Brady’s show received an enormous amount of media attention. Gardner and Gibson’s photographs at Antietam were the first ever taken on a battlefield before the dead had been buried. The New York Times stated, “If he [Brady] has not brought bodies and laid them in our door-yards and along the streets, he has done something very like it.”

Gardner served as the official photographer of the Army of the Potomac. In 1865, he published the important two-volume Gardner’s Photographic Sketch Book of the War, which was included in the 2012 Special Collections exhibition, “In Focus: From Daguerreotype to Digital,” in the Morris Library. Very few photographs in the Sketch Book depicted battlefield dead, documenting the fuller topic of Civil War-era military operations, armaments and camp life. 

After Lincoln’s assassination by John Wilkes Booth on April 14, 1865, eight people were tried on charges of conspiracy by a military commission. During the seven-week trial, the prisoners were held at Old Arsenal Prison in Washington. 

On July 5, 1865, Lewis Powell (also known as Lewis Paine), Mary Surratt, David Herold and George Atzerodt were convicted and sentenced to death by hanging. They were hanged two days later on July 7. 

Gardner, with assistance from O’Sullivan, captured the execution of the conspirators in almost clinical detail. Portraits of Hartman Richter (convicted but sentenced to prison) and Atzerodt, however, are much more personal; crisp and clear against stark stone backdrops, the prisoners solemnly look into the distance with tired and frightened eyes.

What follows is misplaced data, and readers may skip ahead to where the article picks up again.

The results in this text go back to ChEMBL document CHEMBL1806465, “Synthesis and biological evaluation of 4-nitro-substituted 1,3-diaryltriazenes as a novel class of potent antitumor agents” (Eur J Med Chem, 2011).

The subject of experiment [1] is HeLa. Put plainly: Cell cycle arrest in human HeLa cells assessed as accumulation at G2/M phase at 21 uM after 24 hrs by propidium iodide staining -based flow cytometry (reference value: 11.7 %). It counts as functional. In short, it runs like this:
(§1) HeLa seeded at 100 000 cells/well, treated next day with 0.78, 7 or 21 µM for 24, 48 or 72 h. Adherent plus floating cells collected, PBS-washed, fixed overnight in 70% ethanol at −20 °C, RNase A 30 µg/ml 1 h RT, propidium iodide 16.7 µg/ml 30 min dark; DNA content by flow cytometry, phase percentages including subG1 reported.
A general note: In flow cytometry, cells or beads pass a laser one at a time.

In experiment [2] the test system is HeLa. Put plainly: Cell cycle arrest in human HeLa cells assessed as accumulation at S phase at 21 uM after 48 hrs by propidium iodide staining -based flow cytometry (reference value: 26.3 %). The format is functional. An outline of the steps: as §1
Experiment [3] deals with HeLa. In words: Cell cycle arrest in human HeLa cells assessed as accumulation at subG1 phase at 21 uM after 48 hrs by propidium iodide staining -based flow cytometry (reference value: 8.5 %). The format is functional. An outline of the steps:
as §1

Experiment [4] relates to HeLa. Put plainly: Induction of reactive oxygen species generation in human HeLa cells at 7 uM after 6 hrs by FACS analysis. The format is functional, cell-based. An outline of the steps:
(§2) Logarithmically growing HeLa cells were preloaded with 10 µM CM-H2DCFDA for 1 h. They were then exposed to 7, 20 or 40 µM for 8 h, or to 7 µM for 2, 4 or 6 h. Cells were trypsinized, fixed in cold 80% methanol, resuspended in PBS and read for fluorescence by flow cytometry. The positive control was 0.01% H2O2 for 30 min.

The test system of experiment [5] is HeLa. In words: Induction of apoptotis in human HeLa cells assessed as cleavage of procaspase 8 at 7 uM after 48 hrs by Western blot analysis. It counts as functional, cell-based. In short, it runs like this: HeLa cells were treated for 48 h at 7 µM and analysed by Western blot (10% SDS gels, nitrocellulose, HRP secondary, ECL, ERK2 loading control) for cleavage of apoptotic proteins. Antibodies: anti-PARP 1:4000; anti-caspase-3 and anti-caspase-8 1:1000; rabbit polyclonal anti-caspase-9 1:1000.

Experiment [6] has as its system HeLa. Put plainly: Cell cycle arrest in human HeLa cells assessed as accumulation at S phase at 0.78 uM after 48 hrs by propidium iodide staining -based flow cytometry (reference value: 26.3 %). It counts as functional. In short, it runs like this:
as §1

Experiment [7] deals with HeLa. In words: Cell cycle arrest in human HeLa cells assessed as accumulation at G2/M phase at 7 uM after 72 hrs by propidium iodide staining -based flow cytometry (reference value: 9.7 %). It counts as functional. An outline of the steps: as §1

Two of the photographs in the digital collection are of the execution of Swiss-born Confederate officer Heinrich (Henry) Wirz (1823-65), who served as commander at Camp Sumter and Andersonville prison. He was executed on Nov. 10, 1865, for conspiracy and murder at the Old Capitol Prison in Washington. Gardner’s photographs show the United States Capitol looming in the background. 

After the war, Gardner closed his Washington gallery and headed west, following the expansion of the Union Pacific Railroad as its official photographer. He remained active until his death in 1882.

The Alexander Gardner photographs form part of the Lincoln Club of Delaware’s Abraham Lincoln collection, a full description of which can be found online.

Digital object links within the finding aid lead directly to the digitized photographs described in Series III.B. 

Gardner’s Photographic Sketch Book of the War (1865) was featured in the 2012 Special Collections exhibition, “In Focus: From Daguerreotype to Digital,” which may be viewed online.

Gardner’s portrait of Lincoln was also featured in the University Library exhibition, “Abraham Lincoln: A Bicentennial Celebration,” also available online.

The digitization of the Gardner photographs was a collaboration between library staff in the Manuscripts and Archives Department, the Center for Digital Collections and the Library Server and Data Management Department.